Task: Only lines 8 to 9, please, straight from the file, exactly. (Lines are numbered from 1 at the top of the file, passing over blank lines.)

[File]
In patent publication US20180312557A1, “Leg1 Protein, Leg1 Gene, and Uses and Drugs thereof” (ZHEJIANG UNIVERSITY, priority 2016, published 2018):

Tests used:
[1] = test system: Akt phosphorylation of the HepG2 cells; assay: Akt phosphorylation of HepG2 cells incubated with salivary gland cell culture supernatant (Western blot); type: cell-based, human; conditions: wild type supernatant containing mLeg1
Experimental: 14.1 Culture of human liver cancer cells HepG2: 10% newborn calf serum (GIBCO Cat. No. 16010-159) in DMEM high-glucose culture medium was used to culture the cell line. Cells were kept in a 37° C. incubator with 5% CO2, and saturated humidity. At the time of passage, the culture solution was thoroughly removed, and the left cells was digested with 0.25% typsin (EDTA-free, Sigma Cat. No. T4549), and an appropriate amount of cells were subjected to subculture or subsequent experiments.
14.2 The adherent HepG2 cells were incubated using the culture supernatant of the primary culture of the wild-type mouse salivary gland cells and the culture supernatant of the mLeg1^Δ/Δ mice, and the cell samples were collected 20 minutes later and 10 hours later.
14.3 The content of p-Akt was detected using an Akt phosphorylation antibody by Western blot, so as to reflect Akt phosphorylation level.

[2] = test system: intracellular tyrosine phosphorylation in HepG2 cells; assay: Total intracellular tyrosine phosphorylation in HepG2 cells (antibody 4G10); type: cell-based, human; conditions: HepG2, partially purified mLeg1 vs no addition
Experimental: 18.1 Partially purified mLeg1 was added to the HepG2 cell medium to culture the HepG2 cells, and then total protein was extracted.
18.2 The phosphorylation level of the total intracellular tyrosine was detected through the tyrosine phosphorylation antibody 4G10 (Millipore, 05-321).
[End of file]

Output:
Experimental: 18.1 Partially purified mLeg1 was added to the HepG2 cell medium to culture the HepG2 cells, and then total protein was extracted.
18.2 The phosphorylation level of the total intracellular tyrosine was detected through the tyrosine phosphorylation antibody 4G10 (Millipore, 05-321).